Guest post from NFPA's Southwest Regional Director, Ray Bizal
Last week, I attended the memorial in Prescott Valley for the 19 wildland firefighters who died at Yarnell Hill, Arizona on June 30, 2013. It was a huge event for the fire service in Arizona to put together in such a short time frame, given the fact that they are still battling wildfires, and the chiefs have their conference coming up July 23.
It was held at the arena in Prescott Valley, which was unable to hold the entire crowd inside. Most of us on the inside were family, friends or fire service. There were seating areas set up outside of the arena, with jumbo screens to watch and listen. When the memorial ended, it was nearly 100 degrees outside and the outside seating area was full. Thousands attended this event, and the logistics were done well. The Red Cross was stationed outside and in, providing all sorts of assistance. Security was high but unobtrusive.
I saw our fire service friends from all over. I happened to park next to Paul Cooke, the Director of the Colorado Division of Fire Prevention and Control. He was with a large contingency from his office. I met with fire service members from CA, OR, CO, NV, NM, and of course AZ. I had a chance to talk also with Ernie Mitchell from the USFA and folks from FEMA region 9. My most touching conversation was with the Prescott Division Chief Darrell Willis, who commands the Granite Mountain Hot Shots for the Prescott Fire Department. Chief Willis was just the leader you would expect.
I saw department patches from just about every state in the U.S., London, Quebec, and Toronto. And there were shirts of many Hot Shot crews from around the country. I am sure people were there representing all of our NFPA regions.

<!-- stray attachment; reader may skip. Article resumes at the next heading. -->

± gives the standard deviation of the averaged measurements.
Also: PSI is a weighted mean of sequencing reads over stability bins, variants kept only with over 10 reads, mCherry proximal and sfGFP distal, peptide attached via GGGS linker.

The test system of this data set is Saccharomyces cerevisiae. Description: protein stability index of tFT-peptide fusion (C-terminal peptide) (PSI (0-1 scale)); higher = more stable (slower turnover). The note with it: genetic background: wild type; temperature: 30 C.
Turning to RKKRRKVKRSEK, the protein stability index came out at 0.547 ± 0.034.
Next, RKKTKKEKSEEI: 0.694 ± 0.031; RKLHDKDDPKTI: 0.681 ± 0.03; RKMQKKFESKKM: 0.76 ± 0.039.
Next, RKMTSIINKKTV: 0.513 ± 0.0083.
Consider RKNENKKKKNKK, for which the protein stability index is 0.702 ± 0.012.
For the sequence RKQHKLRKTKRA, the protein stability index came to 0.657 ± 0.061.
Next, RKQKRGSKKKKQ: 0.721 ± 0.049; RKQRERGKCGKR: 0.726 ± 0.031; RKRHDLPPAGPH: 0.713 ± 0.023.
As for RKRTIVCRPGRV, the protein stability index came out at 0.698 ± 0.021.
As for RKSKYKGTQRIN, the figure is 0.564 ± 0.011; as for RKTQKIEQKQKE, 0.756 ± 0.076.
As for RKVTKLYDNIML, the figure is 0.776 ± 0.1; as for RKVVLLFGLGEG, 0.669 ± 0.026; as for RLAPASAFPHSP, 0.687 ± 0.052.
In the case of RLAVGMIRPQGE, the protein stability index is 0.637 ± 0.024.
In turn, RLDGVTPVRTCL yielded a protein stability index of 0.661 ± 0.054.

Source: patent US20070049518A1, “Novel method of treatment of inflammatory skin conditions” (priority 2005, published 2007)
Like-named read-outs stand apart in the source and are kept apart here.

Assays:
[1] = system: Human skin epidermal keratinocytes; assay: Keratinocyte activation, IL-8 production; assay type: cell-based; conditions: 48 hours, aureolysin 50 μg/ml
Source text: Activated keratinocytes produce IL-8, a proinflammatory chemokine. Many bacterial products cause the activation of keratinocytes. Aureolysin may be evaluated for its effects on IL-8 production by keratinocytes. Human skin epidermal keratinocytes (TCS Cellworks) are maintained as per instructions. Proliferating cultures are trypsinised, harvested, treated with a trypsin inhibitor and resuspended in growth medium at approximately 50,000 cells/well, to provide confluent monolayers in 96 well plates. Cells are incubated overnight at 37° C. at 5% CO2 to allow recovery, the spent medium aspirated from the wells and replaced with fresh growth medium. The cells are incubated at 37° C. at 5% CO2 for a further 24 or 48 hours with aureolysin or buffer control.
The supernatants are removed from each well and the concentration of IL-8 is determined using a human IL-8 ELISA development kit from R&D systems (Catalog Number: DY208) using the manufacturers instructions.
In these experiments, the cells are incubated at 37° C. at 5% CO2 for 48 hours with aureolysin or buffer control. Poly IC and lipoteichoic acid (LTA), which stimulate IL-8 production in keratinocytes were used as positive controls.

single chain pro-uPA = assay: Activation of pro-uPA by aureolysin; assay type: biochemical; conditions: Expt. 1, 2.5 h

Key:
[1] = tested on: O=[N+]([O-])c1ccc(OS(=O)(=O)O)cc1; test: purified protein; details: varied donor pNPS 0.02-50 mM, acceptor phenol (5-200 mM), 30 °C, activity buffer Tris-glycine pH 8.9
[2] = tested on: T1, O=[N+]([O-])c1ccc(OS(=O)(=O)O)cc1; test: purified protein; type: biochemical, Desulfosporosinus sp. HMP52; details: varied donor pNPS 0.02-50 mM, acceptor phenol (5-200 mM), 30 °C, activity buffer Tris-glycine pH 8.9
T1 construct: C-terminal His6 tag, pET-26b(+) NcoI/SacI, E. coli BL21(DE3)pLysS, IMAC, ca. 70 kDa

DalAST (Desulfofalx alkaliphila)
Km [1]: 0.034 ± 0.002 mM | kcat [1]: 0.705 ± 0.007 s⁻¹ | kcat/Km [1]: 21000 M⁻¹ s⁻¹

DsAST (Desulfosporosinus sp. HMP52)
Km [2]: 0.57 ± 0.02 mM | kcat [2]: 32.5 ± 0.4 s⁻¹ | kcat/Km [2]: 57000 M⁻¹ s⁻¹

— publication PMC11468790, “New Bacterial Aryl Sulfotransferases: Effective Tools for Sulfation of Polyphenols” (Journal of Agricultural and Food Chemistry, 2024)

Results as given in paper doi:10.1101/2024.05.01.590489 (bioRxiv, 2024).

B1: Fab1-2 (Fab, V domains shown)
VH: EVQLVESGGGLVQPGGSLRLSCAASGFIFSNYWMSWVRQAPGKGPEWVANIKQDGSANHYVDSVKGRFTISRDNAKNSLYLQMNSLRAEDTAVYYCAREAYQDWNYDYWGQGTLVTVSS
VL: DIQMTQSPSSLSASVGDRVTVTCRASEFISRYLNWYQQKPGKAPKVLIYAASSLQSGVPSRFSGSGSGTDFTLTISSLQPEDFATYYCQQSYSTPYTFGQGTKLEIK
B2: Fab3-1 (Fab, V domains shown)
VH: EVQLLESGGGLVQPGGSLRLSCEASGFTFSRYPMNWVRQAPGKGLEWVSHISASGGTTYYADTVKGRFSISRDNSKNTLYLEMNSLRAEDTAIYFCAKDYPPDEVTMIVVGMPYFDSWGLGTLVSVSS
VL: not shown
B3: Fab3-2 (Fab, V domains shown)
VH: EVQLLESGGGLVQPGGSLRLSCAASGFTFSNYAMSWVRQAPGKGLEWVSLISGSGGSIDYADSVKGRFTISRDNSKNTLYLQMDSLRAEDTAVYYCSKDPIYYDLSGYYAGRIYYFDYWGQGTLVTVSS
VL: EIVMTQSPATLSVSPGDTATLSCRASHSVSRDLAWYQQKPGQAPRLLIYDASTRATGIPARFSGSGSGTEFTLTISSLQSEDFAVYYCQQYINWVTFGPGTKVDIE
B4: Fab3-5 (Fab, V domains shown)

During the event, I sat next to the Crisis Management Officer from the Phoenix Fire Department, and on the other side, I sat next to a mother and her young boy who was stepson of one of the fallen.
This was a fitting tribute to these firefighters who paid the ultimate sacrifice – they exhibited uncommon valor as Vice President Biden said in his speech. The Master of Ceremony was Tim Hill, President of the Professional Fire Fighters of AZ. He did an outstanding job getting through the ceremony with great sensitivity. Division Chief Darrell Willis (head of the hot shots) paid tribute to his hot shots, followed by Prescott Fire Chief Dan Fraijo. Chief Fraijo paid tribute to his department and the hot shots, presenting members of the families of all 19 firefighters with both American and Arizona flags. It was clear that both of these chiefs felt a tremendous amount of loss.
Mayor Marlin Kuykendall, Governor Jan Brewer, and Vice President Biden all paid tribute to these fine firefighters in a heartfelt way. IAFF Prescott Chapter VP Dan Bates really hit home, addressing the families (and extended fire service family) of these 19 young men. Of course, Harold Schaitberger also spoke and provided comfort and medal’s to the families of the fallen.
The most touching presentation was the reading of the Hot Shot’s prayer by the only surviving member of the crew, Brendan McDonough. As their watch, he gave them the evacuation order when the wind changed so quickly. Unfortunately, they were unable to escape. He is a brave man and a wonderful soul to have been able to say the prayer at this memorial. I cannot imagine what he is going through. His character is not being defined by the crisis he endured; his character is being defined by his tremendous reaction to that crisis. It was a moving gesture.
At the end of the memorial, after the Final Alarm and Taps, the Arizona Fire Fighters and Public Safety Massed Pipes and Drums played Amazing Grace. This corps was the largest I have ever seen assembled, over 200 members participating. I believe that this memorial will help the family, friends and co-workers move along in the grieving process.
This tragic incident has touched many around the world, as was evident in the distances traveled by many attendees. It even reaches us in southern California, as one of the lost Hot Shot’s, Kevin Woyjeck, attended Los Alamitos High School where my wife works. In the fall, I will be speaking again at the high school Fire Technology class, once attended by Kevin. I will present them with a program from the memorial, my ticket to enter, and the purple ribbon that was provided to everyone.
It truly was fulfilling event honoring the 19 fallen. I felt honored to be there representing NFPA. I trust that we can learn from this incident to help provide strategies, equipment and apparatus that will help reduce the risks faced by wildland firefighters.